Brendan Nyhan

Using the Tools of Quantitative Social Science to Study Fake News

11/14/2017

Using new data collection technologies, QSS steering committee members Brenda Nyhan and Yusaku Horiuchi, with Dartmouth undergraduate students from Nyhan’s “Experiments in Politics” course, have been able to contribute to social science research on the prevalence and effect of fake news and fact checking. A recent Dartmouth News story, “Dartmouth Scholar Is at the Center of the Fake News Debate” highlights Professor Nyhan and his work.

2nd day in a row: QSS Steering Committee Member Featured Quote of the Day

11/07/2017

Government professor and QSS Steering committee member Brendan Nyan was quoted in the VOX daily speaking about the Trump administration "Threats to the rule of law often start with these softer kinds of actions, these norms that grow weaker." This quote comes from an article on thestar.com entitiled "Trump talks like a strongman. Good thing he’s governing like a weak man: Analysis"

QSS students and faculty investigte the believability of fake news

10/24/2017

Three papers co-authored by QSS students and steering committee members investigate individuals' likelihood to be skeptical of false news. In thier paper "Media Source, Selective Exposure, and Susceptibility to False Information," Dartmouth students Katherine Clayton, Jase Davis, and Kristen Hinckley, with Professor Yusaku Horiuchi, investigate whether citizens' are more likely to believe false information based on the source of the news piece. In "Counting the Pinocchios: The Effect of Summary Fact-Checking Data on Perceived Accuracy and Favorability of Politicians," students Alexander Agadjanian, Nikita Bakhru, Victoria Chi, Devyn Greenberg, Byrne Hollander, Alexander Hurt, Joseph Kind, Ray Lu, Annie Ma, Daniel Pham, Michael Qian, Mackinley Tan, Clara Wang, Alexander  Wasdahl, and Alexandra Woodruff, with Professor Brendan Nyhan, study the effects of summary fact-checking (assessing the accuracy of politicians over time) on the favorability rating of those politicians. And in "Real Solutions for Fake News? Measuring the Effectiveness of General Warnings and Fact-Check Banners in Reducing Belief in False Stories on Social Media," Professor Nyhan worked with students Spencer Blair, Jonathan A. Busam, Katherine Clayton, Samuel Forstner, John Glance, Guy Green, Anna Kawata, Akhila Kovvuri, Jonathan Martin, Evan Morgan, Morgan Sandhu, Rachel Sang, Rachel Scholz-Bright, Austin T. Welch, Andrew G. Wolff, and Amanda Zhou explore the effectiveness of various strategies that could be used by social media platforms to counter fake news. Professors Nyan and Horiuchi also discussed these findings in an Upshot article, "Why the Fact-Checking at Facebook Needs to Be Checked" and a Monkey Cage article "Homegrown ‘fake news’ is a bigger problem than Russian propaganda. Here’s a way to make falsehoods more costly for politicians."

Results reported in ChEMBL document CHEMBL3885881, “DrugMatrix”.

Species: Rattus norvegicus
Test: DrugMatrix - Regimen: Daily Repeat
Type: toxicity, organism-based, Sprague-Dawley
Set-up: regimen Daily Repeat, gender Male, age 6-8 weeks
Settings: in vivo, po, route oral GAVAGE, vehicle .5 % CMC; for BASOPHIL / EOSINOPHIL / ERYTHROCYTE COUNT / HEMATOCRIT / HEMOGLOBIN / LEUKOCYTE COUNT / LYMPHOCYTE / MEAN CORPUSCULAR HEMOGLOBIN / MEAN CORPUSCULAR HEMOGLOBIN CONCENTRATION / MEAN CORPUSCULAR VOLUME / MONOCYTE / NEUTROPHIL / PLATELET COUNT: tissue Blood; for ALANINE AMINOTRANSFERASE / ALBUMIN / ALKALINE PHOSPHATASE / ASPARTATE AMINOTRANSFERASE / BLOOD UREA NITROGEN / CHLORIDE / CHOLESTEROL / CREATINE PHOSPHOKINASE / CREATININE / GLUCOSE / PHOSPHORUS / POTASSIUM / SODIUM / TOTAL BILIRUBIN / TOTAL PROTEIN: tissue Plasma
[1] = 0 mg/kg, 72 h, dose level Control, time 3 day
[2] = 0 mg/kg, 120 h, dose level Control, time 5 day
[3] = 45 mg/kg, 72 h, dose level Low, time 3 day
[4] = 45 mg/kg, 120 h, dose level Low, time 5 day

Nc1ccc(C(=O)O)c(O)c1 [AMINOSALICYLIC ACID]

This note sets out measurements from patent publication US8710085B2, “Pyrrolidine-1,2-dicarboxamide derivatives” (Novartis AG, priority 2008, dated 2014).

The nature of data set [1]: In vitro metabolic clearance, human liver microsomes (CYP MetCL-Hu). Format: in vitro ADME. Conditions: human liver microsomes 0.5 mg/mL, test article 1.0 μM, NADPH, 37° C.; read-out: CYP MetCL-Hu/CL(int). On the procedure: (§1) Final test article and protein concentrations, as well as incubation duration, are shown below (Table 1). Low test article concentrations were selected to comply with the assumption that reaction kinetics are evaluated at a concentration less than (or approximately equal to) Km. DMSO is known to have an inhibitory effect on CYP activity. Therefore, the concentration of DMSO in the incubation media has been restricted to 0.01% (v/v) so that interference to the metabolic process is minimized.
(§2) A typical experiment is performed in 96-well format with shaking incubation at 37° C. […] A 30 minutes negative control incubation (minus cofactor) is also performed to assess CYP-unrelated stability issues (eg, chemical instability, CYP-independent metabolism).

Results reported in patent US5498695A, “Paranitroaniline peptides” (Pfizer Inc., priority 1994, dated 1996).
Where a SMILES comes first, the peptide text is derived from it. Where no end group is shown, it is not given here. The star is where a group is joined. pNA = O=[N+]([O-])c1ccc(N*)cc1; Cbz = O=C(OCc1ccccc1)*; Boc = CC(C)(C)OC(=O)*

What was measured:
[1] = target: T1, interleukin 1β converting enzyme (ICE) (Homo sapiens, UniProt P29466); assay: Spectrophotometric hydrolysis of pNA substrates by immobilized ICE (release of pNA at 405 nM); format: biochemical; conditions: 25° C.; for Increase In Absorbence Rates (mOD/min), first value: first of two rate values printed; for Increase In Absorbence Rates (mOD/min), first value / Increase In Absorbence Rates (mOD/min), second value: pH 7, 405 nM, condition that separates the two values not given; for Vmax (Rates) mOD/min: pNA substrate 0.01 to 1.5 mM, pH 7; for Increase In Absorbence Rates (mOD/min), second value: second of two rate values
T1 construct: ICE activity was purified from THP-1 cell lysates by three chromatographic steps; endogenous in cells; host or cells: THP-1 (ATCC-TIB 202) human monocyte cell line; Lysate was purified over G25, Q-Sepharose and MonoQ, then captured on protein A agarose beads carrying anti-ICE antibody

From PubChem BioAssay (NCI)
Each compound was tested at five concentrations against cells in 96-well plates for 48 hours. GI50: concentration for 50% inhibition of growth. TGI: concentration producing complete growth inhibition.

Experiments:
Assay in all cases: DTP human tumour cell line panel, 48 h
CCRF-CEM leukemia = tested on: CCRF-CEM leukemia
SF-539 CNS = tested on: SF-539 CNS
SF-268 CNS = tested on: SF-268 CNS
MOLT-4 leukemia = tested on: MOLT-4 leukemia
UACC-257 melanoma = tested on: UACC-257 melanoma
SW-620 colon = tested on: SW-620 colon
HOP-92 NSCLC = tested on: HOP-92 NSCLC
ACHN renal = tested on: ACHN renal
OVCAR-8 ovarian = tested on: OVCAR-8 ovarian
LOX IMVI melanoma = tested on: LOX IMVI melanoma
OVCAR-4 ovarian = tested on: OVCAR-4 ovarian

QSS Faculty member is Dartmouth's "Quote of the Day"

10/09/2017

In Dartmouth's Vox Daily quote of the day for Monday October 9th, QSS Steering Committe member Brendan Nyhan asks "Can any democratic principle be called into question, or is there a bright line the public won't cross?" This quote is pulled from an October 5th article in Vox, "4 political scientists are tracking whether Trump is damaging American democracy"

QSS Faculty Show Knowledge of Puerto Ricans' Citizenship Status Effects Support for Aid